Vitality 2

 

In my preparation for the inevitable lockdown 2 – I’m doing an inventory of the sources of vitality.  In typing that, I realised that that sentence has no vitality whatsoever: in fact it’s got the weight of a BBC management manual  (Thanks W1A – when’s the next series?)   Vitality in language is a key component in the dissemination of ideas.  There I go again. Shut up!   Language fresh from the mind not the intellect, is best spooled onto the page via the hand and pen. The novelist AS Byatt always writes in hand, as it viscerally links with the subconscious.  Typing adds another process that can be obstructive if you don’t play the keyboard like a concert pianist.  I’m typing this  – and no I don’t play the piano.  My grandmother did though – she was a pianist for silent films at the Plymouth Odeon back in the day. She called herself a silent pianist as she thumped out and improvised tunes to love scenes, cowboy chases, cold villainous stares, or the sweet smiles of Shirley Temple: all while the ash from her un-tipped woodbine fell on the keyboard. But Nan, I asked, how could you make it all up with out reading music?  You just have to keep looking at the screen and your fingers know where to go, she said.  So looking went to her fingers, like Antonia Byatt’s mind went to hers.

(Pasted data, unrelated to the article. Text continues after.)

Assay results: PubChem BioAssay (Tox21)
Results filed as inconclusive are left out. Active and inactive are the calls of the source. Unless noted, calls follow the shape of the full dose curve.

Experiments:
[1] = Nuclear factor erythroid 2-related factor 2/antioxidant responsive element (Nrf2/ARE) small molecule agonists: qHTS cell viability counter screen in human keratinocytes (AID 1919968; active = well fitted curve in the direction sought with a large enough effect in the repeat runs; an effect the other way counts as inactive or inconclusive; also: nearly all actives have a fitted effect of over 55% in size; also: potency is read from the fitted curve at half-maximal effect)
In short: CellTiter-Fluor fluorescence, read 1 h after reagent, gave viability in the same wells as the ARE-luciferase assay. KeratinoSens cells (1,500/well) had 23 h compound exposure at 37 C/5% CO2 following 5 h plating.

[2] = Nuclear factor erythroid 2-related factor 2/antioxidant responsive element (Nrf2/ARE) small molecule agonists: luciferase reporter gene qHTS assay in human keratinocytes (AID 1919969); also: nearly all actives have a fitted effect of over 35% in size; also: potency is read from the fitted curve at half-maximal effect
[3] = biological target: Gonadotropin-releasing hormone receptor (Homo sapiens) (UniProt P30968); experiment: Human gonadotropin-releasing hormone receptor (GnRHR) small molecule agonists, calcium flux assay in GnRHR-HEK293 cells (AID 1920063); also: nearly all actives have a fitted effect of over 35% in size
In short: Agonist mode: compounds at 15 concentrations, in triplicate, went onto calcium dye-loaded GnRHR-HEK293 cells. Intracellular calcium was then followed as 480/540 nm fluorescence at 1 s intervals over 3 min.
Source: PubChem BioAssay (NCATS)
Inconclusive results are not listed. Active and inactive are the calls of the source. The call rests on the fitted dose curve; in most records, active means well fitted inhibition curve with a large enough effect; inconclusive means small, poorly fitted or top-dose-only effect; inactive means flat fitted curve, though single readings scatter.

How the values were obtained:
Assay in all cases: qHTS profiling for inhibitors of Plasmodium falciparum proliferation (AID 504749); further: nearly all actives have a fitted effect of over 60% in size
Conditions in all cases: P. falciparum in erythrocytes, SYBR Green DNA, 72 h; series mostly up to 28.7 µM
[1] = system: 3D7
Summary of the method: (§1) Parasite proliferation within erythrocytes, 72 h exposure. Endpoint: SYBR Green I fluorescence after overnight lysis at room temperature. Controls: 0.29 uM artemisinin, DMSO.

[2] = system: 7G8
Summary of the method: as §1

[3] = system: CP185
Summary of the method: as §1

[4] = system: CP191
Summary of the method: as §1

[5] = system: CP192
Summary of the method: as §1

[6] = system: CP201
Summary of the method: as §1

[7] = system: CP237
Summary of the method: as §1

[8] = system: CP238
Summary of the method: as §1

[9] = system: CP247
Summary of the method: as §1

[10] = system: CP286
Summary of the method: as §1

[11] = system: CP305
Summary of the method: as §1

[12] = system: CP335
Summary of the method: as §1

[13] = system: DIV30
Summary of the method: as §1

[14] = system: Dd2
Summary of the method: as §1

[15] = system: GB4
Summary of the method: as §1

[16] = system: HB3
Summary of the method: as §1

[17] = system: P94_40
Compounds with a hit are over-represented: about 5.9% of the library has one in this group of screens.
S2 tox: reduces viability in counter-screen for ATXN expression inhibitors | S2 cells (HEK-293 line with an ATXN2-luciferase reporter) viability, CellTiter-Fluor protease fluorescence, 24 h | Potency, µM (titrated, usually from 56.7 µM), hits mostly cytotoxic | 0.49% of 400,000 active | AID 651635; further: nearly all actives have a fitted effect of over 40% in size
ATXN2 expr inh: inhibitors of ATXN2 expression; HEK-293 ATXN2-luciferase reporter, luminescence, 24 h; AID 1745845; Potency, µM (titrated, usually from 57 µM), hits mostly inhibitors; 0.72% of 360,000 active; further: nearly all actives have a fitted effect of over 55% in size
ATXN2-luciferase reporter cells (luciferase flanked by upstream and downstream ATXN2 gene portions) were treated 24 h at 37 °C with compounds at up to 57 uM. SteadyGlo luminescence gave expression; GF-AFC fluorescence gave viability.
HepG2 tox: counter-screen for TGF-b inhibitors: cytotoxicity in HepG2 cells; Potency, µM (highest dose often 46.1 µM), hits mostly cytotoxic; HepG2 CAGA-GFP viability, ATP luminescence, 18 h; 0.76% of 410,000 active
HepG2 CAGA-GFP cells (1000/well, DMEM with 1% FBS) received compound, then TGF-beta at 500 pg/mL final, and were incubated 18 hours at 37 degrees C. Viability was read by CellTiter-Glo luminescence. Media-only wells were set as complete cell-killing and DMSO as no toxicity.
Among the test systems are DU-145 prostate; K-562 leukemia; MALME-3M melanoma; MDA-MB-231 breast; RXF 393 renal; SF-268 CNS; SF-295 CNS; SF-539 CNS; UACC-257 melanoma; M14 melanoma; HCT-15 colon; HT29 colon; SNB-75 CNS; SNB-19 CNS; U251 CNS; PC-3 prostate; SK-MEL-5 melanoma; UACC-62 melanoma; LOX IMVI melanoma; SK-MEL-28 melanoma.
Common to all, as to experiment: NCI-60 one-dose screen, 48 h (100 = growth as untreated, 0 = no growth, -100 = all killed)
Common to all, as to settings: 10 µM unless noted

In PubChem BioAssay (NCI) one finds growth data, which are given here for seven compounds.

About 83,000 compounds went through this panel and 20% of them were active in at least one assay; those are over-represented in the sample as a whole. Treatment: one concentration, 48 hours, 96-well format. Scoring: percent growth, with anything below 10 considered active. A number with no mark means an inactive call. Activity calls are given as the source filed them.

To have our senses alive without obstruction is a strange luxury in this age of social media.  (Do watch the new Netflix movie The Social Dilemma.) It promises vitality but doesn’t really deliver. And that is why, as a no-religious person I have a statuette of the Indian godlet Ganesh – the remover of obstacles – on my desk. It was given to me in Rishakesh, India and there’s nothing precious (although he is) about him at all. He’s in yellow, red and white plastic with red varnish on fingers and toes with a golden chain and blue turquoise dot on his belly. He’s immaculately kitsch. 

I digress (thanks Ganesh). Walking is a source of vitality – one sees better.  I like the country walks for sure, with the greens, birds and skies, but it’s in the city, and its waterways we may have to explore this winter. Last weekend I joined Metropolitan Walkers and since the Regents Canal terrain was flat and firm, and I  could look up and about without falling over.  I found unintentional art.  First a descending series of steel wheels in a bridge, then a pile of junk with a yellow version of Ted Hughes’ The Iron Man climbing over the detritus of the world. The formalism of the first and chaotic anarchy of the second were delightful and invigorating; no obstacles from eye to brain.  

 

Jan Woolf

 


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